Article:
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As our life spans and the qualifying age for collecting full Social Security beneďŹ ts climb, so do the physical and ďŹ nancial needs to keep working past the traditional â€œretirementâ€? age. While most workers dream at some time or other of chucking the job and enjoying the rest of their lives traveling or gamboling with the grandkids or just soaking in sunsets by the beach, more and more are looking at extending their work life for many reasons: â€˘ It keeps them busy and in touch with whatâ€™s going on. â€˘ They remain in contact with long-time colleagues and friends. â€˘ Their work still invigorates them and keeps their mind and body healthy. Adding to the ease of continuing your career past the 65-and-quit ceiling is the expanding technology that allows individuals to work at home. Meanwhile, many folks who have retired ďŹ ll their day-to-day lives by volunteering at the multitude of nonproďŹ t organizations out there. Mature Life Features, copyright 2020
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6 â– SENIOR LIFE â– December 2020
Understanding Social Security â€”
BeneďŹ ts will increase in 2021 %\021$+$57(5 'LVWULFW0DQDJHU6RXWK%HQG 6RFLDO6HFXULW\2IĂ€FH Nearly 70 million Americans will see a 1.3% increase in their Social Security beneďŹ ts and SSI payments in 2021. Federal beneďŹ t rates increase when the cost of living rises, as measured by the Department of Laborâ€™s Consumer Price Index (CPI-W). The CPI-W rises when inďŹ‚ation increases. This change means prices for goods and services, on average, are a little more expensive. Social Securityâ€™s Cost of Living Adjustment (COLA) helps to offset these costs. January 2021 marks other
changes that will happen based on the increase in the national average wage index. For example, the maximum amount of earnings subject to Social Security payroll tax in 2021 will be higher. The retirement earnings test exempt amount will also change. Read our press release for more information at www.ssa.gov/ news/press/factsheets/colafacts2021.pdf. We will mail COLA notices throughout the month of December to retirement, survivors and disability beneďŹ ciaries; SSI recipients; and representative payees. Want to know your new beneďŹ t amount sooner? You can securely view and save the Social Security COLA notice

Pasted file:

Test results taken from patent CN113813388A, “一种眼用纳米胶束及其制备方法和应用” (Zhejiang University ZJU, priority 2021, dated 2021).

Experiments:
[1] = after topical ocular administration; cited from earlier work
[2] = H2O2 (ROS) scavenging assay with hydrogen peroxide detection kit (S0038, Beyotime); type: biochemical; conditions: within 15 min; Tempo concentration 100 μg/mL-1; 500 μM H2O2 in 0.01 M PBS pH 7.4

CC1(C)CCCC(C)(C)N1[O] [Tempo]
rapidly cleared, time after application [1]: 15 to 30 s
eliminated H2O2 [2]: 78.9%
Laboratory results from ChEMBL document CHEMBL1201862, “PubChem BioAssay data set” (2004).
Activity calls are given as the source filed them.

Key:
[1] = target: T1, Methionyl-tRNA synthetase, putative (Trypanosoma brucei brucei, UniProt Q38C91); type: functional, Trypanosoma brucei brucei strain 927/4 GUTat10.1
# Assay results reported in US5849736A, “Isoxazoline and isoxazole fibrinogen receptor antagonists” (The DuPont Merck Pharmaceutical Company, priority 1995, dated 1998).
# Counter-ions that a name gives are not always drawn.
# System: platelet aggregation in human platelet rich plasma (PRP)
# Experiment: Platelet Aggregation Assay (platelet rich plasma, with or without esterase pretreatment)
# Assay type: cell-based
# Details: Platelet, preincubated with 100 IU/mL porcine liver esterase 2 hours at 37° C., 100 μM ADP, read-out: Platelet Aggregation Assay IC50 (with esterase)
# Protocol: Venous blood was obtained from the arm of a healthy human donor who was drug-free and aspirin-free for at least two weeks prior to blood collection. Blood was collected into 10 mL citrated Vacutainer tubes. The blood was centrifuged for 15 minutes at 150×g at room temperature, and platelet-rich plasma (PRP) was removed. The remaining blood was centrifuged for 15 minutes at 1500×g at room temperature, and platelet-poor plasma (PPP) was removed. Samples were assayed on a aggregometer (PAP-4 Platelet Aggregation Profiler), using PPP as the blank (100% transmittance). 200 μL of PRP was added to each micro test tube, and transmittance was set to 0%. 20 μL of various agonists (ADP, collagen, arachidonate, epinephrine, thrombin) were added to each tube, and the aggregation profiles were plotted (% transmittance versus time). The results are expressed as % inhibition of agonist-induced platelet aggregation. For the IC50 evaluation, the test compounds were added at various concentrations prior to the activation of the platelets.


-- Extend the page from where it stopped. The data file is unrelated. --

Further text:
If you make less than $1,900 per month (single) and are on Medicare, then you might qualify for assistance with prescription drugs and expenses for your medical care. Extra help to pay for your prescription drug plan. Medicare Saving Program to help pay for your Part A and B deductibles and co-pays. For help call Council on Aging of Elkhart County, Inc. (574) 295-1820
online via the message center inside â€œmy Social Securityâ€? in early December, without waiting for the mailed notice. In order to receive the online notice, you need to have a â€œmy Social Securityâ€? account that was created by Nov. 18, 2020. Those with a â€œmy Social Securityâ€? can opt out of re-
ceiving a mailed paper COLA notice and other notices that are available online. You can choose text or email alerts when there is a notice in message center by updating your preferences at www.ssa. gov/myaccount/opt-out.html, so you always know when we have something important
for you. Be the ďŹ rst to know! Sign up for or log in to your personal account today at www.ssa. gov/myaccount. Go to â€œmessage center preferencesâ€? and choose email or text to receive courtesy notiďŹ cations. This way you wonâ€™t miss your online COLA notice.
Ask SHIP â€”
Is affordable insulin available on Part D? I have diabetes and my insulin costs are overwhelming. During this open enrollment period, is there a plan I could choose to better cover my insulin costs? The new Part D Senior Savings Model aims to reduce Medicare expenditures. About 30% of all 2021 stand-alone Medicare Part D plans and Medicare Advantage plans with drug coverage will offer coverage of different types of insulin at a maximum copay of $35 per month. While your current health insurance plan may elect to participate in this program, not all do. You may need to switch plans to get this new beneďŹ t. So youâ€™ll need to switch before the end of the Medicare open enrollment period (Oct. 15 to Dec. 7). For 2021, over 1,600 plans nationwide will offer these beneďŹ ts, with plan options for beneďŹ ciaries in each state. Plan beneďŹ ts will include a maximum $35 copay for a monthâ€™s supply and start Jan.
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1 with coverage in the deductible, initial coverage and coverage gap phases of Part D. People with Medicare can ďŹ nd a drug plan participating in the Part D Senior Savings Model through the Medicare plan ďŹ nder at Medicare.gov/ plan-compare. The online plan ďŹ nder tool now has a ďŹ lter to include insulin savings. By clicking the â€œinsulin savingsâ€? option, plans that offer capped out-of-pocket costs for insulin will be highlighted. The ďŹ lter will be promoted with a call-out action for users who enter covered insulin in their drug lists. The Part D Senior Savings Model aims to reduce Medicare expenditures while preserving or enhancing quality of care for beneďŹ ciaries. It aims to provide additional Part D prescription drug plan (PDP) choices for beneďŹ ciaries who receive Part D coverage through both stand-alone PDPs and Medicare Advantage (MA) plans that provide Part D prescription drug coverage (MA-PDs). These model-participating plan beneďŹ t packages (PBPs) will provide stable, predictable copays for insulins that beneďŹ ciaries need. If you or someone you know